International Journal of Wildland Fire International Journal of Wildland Fire Society
Journal of the International Association of Wildland Fire
RESEARCH ARTICLE

Messmate stringybark: bark ignitability and burning sustainability in relation to fragment dimensions, hazard score and time since fire

Tara E. Penman A B , Jane G. Cawson A , Simon Murphy A and Thomas J. Duff A
+ Author Affiliations
- Author Affiliations

A School of Ecosystem and Forest Sciences, Faculty of Science, The University of Melbourne, 500 Yarra Boulevard, Richmond, Vic. 3121, Australia.

B Corresponding author. Email: taraepenman@gmail.com

International Journal of Wildland Fire 26(10) 866-876 https://doi.org/10.1071/WF16146
Submitted: 4 August 2016  Accepted: 29 July 2017   Published: 10 October 2017

Abstract

Messmate stringybark is common in forests across south-eastern Australia. The bark of these trees is persistent and produces firebrands that contribute to house loss and the difficulty of fire suppression during wildfires. The trees typically survive fire with the amount of bark depleted. We compared two common methods to assess messmate bark fuels: (1) field-based hazard assessment, and (2) desk-based assessment using mapped time since fire. Our measurements included space-for-time field surveys and laboratory flammability tests. Although several physical properties of bark could be approximated from both assessment methods, some bark properties important to flammability were not captured. Ignitability was found to be dependent on the amount of char on bark fragments and could be predicted by the site assessment methods, whereas sustainability was dependent on bark fragment dimensions and could not be predicted by current methods. Bark fragment properties were found to be partially a function of tree size. Overall, these findings indicate that current bark assessment methods do not capture all the key bark properties that contribute to messmate bark’s flammability. Further research is warranted to improve bark assessment methods so they better reflect bark’s contribution to fire behaviour.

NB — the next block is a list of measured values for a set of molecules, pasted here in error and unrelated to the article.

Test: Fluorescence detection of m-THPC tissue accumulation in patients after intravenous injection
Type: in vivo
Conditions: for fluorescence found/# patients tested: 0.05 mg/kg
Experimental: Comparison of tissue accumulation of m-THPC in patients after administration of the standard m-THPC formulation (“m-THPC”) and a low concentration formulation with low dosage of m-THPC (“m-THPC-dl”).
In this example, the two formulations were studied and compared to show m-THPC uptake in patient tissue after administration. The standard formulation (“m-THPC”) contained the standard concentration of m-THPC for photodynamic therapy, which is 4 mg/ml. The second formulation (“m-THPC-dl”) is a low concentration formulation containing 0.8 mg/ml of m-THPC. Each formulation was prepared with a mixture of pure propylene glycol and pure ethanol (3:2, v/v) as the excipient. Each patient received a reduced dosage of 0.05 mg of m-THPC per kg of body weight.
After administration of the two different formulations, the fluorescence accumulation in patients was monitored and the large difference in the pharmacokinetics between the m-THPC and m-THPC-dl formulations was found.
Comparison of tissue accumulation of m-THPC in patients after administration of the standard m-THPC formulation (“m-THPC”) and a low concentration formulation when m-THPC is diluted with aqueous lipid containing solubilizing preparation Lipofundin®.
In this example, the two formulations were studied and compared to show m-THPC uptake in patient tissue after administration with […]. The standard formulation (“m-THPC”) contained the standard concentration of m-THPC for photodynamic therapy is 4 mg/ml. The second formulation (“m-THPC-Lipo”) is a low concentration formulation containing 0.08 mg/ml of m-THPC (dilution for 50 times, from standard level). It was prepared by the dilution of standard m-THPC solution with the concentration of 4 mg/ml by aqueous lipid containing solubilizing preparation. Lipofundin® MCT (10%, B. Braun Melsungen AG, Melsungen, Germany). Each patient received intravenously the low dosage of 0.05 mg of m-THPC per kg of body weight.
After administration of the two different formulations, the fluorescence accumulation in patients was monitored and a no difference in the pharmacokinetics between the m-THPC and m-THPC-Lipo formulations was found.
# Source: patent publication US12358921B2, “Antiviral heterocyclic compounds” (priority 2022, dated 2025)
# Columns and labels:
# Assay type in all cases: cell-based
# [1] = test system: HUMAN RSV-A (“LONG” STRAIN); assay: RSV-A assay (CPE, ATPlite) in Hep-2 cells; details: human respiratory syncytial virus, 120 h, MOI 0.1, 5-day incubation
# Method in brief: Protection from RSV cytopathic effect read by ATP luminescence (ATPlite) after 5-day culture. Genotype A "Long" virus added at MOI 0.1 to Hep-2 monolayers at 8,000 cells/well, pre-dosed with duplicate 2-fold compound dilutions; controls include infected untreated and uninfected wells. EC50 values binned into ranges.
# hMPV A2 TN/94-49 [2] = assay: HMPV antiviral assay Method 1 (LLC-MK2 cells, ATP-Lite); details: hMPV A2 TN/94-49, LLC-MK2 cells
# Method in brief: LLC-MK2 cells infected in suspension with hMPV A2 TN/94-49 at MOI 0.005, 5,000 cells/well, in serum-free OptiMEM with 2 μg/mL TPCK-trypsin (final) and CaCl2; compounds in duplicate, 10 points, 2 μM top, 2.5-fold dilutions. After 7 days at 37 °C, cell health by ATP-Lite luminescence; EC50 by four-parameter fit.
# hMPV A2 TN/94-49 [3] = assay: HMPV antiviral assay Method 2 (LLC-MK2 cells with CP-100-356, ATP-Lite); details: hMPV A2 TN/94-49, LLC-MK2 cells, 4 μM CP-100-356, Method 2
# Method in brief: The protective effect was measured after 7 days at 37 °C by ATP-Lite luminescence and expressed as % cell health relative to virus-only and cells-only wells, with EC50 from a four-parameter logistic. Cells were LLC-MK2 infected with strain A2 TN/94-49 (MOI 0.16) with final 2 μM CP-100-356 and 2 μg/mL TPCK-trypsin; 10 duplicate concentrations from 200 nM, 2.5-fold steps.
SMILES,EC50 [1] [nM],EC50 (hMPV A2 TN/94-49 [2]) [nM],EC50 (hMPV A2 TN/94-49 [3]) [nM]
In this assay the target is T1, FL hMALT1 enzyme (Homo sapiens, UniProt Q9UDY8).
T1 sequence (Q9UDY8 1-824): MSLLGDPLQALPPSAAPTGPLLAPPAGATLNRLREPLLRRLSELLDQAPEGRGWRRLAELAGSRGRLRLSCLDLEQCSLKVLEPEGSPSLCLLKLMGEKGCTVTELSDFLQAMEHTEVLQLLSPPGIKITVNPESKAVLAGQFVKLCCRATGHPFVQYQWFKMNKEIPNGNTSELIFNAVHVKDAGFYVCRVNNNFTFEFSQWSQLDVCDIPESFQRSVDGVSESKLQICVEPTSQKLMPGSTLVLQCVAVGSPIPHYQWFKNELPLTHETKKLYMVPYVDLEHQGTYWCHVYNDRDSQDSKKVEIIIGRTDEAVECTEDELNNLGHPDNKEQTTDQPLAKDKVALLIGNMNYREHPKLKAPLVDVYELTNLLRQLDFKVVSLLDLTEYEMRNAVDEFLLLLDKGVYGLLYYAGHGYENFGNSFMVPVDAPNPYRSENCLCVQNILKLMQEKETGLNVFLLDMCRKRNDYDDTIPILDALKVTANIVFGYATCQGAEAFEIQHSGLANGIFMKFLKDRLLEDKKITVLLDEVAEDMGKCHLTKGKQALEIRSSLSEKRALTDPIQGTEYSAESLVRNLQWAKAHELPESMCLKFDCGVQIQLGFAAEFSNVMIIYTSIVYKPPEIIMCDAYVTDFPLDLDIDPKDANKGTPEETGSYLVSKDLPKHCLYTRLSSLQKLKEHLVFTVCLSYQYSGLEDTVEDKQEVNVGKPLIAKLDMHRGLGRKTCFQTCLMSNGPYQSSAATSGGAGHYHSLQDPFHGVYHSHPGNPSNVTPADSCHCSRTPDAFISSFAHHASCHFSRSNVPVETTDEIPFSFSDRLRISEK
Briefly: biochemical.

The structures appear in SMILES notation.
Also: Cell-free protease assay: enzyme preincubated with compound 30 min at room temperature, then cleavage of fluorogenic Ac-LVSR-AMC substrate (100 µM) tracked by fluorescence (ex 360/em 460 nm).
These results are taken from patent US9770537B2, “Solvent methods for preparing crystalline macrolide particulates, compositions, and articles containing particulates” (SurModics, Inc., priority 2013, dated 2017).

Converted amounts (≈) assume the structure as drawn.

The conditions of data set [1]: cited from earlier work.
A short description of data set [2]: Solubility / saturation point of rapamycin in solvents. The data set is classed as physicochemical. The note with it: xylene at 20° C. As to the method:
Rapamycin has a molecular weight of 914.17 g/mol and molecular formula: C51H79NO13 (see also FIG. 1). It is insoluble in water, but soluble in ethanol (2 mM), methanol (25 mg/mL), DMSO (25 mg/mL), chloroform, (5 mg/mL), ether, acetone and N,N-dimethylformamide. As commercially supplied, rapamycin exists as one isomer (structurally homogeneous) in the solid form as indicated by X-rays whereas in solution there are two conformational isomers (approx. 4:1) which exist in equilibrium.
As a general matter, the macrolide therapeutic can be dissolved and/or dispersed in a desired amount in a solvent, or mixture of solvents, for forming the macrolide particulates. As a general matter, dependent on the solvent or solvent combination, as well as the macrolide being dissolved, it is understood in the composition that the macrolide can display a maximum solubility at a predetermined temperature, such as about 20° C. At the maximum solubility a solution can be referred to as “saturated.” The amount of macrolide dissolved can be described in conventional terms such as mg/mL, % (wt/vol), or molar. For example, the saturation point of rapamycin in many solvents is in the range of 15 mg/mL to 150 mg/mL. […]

Additional keywords: fire history, fire behaviour, fuel, eucalyptus, ignition.


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